BASIC SAFETY TIPS

     

    ·         Stay out of flood water – it can be contaminated. 
    ·         If you feel unsafe at your home, trust your instincts and go to a shelter.  You do not need to wait for a notification to evacuate if you feel threatened.
    ·         Flooding is causing blocked roadways in low-lying areas.  Hazardous road conditions exist throughout Larimer County, please limit travel and watch for road blocks at low-lying areas due to high water. Do not venture out unless absolutely necessary. 
    ·         All residents in low-lying areas are asked to be on alert for rising water.  Be prepared to evacuate if needed.  

    ·         Residents in are asked to limit driving, especially in mountain communities as gasoline may become scarce due to washed out roads.

    Colorado | Flash Flood Warning for Central El Paso County until 16h00

    FLASH FLOOD WARNING
    NATIONAL WEATHER SERVICE PUEBLO CO

    THE NATIONAL WEATHER SERVICE IN PUEBLO HAS ISSUED A
    * FLASH FLOOD WARNING FOR…
    CENTRAL EL PASO COUNTY IN EAST CENTRAL COLORADO…
    * UNTIL 400 PM MDT
    * AT 1257 PM MDT…NATIONAL WEATHER SERVICE DOPPLER RADAR INDICATED
    SLOW MOVING THUNDERSTORMS WITH VERY HEAVY RAINFALL ACROSS THE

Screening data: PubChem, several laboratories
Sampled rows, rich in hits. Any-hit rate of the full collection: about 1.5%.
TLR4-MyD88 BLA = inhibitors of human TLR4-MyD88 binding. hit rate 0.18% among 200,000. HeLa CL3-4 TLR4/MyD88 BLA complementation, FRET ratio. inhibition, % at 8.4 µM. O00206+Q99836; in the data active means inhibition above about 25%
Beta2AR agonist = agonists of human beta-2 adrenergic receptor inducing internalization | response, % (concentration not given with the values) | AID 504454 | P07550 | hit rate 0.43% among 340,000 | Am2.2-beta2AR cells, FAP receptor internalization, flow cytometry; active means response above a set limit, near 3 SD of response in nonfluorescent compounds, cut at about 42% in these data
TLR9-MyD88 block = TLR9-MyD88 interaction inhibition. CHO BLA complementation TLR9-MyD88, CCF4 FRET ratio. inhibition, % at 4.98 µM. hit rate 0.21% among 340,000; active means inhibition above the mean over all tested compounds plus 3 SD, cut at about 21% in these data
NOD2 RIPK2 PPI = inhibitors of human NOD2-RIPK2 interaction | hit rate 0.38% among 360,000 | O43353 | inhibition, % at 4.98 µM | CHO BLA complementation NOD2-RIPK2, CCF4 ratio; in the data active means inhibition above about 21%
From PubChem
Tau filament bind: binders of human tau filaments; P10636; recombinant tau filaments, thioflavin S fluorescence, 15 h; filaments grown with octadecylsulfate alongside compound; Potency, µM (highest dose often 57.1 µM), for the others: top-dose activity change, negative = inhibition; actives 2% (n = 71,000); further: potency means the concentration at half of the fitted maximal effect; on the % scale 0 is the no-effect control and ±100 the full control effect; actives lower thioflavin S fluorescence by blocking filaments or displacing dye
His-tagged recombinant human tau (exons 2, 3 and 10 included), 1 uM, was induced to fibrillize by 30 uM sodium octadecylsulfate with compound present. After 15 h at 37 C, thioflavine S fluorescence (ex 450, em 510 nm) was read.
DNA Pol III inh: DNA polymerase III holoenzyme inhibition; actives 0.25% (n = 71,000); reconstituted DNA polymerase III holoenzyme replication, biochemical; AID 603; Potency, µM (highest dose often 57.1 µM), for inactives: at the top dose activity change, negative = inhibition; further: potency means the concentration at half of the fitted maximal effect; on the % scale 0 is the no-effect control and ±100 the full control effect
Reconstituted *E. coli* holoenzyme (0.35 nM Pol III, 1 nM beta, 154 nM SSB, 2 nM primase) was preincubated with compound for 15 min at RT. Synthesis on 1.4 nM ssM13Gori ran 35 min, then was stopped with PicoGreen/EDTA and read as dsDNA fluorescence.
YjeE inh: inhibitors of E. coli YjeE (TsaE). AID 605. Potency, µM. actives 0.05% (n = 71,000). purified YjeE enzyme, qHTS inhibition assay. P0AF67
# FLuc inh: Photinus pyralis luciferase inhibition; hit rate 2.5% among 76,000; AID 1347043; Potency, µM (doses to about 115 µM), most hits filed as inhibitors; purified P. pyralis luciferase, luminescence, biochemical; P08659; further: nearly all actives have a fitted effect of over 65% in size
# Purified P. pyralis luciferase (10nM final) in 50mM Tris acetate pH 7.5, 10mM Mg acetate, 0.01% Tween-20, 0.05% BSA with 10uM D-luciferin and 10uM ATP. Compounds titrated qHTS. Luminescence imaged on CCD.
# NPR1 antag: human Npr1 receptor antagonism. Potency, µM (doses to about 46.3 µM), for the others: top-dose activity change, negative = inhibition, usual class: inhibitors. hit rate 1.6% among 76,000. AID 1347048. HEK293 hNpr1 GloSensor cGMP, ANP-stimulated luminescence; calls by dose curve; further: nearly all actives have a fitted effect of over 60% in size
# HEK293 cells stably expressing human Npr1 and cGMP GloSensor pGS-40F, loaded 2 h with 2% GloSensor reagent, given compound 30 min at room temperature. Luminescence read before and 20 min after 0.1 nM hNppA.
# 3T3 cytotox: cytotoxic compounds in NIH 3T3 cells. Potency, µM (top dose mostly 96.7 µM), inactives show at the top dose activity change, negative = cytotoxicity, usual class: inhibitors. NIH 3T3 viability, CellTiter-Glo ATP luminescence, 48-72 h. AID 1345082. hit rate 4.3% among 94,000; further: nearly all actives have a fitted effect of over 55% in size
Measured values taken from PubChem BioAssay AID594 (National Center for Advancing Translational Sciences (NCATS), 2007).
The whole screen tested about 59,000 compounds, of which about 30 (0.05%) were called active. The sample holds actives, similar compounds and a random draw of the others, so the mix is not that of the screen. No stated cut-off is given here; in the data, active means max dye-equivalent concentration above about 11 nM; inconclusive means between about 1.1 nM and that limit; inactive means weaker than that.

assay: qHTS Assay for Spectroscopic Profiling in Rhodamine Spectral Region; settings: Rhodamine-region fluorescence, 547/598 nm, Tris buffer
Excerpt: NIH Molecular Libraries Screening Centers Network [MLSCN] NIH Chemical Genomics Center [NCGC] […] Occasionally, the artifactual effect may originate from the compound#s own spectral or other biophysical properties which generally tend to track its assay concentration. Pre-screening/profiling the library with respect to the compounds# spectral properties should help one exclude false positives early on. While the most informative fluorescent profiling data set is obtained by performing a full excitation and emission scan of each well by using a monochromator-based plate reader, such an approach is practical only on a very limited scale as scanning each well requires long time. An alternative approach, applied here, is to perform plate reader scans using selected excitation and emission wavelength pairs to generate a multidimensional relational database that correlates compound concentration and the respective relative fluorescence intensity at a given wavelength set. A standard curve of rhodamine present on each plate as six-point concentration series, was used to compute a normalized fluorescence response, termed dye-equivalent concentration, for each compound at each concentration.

WARNED AREA. DOPPLER RADAR ESTIMATES THAT ABOUT AN INCH OF RAIN
    HAS FALLEN WITHIN THE PAST 30 MINUTES…WITH ANOTHER INCH OF RAIN
    EXPECTED IN A SHORT PERIOD.
    * RUNOFF FROM THIS EXCESSIVE RAINFALL WILL CAUSE FLASH FLOODING TO
    OCCUR. SOME LOCATIONS THAT WILL EXPERIENCE FLOODING INCLUDE…
    COLORADO SPRINGS AND PETERSON AFB.
    THIS INCLUDES THE FOLLOWING STREAMS AND DRAINAGES…PINE
    CREEK…SAND CREEK…FOUNTAIN CREEK…SPRING CREEK…SHOOKS
    RUN…MONUMENT CREEK…COTTONWOOD CREEK AND KETTLE CREEK.
    PRECAUTIONARY/PREPAREDNESS ACTIONS…
    EXCESSIVE RUNOFF FROM HEAVY RAINFALL WILL CAUSE FLOODING OF SMALL
    CREEKS AND STREAMS…URBAN AREAS…HIGHWAYS…STREETS AND UNDERPASSES
    AS WELL AS OTHER DRAINAGE AREAS AND LOW LYING SPOTS.
    FLOODING IS OCCURRING OR IS IMMINENT. MOST FLOOD RELATED DEATHS OCCUR
    IN AUTOMOBILES. DO NOT ATTEMPT TO CROSS WATER COVERED BRIDGES…
    DIPS… OR LOW WATER CROSSINGS. NEVER TRY TO CROSS A FLOWING
    STREAM… EVEN A SMALL ONE…ON FOOT OR IN A VEHICLE.

    Instructions:

    PRECAUTIONARY/PREPAREDNESS ACTIONS…
    EXCESSIVE RUNOFF FROM HEAVY RAINFALL WILL CAUSE FLOODING OF SMALL CREEKS AND STREAMS…URBAN AREAS…HIGHWAYS…STREETS AND UNDERPASSES AS WELL AS OTHER DRAINAGE AREAS AND LOW LYING SPOTS. FLOODING IS OCCURRING OR IS IMMINENT. MOST FLOOD RELATED DEATHS OCCUR IN AUTOMOBILES. DO NOT ATTEMPT TO CROSS WATER COVERED BRIDGES… DIPS… OR LOW WATER CROSSINGS. NEVER TRY TO CROSS A FLOWING STREAM… EVEN A SMALL ONE…ON FOOT OR IN A VEHICLE.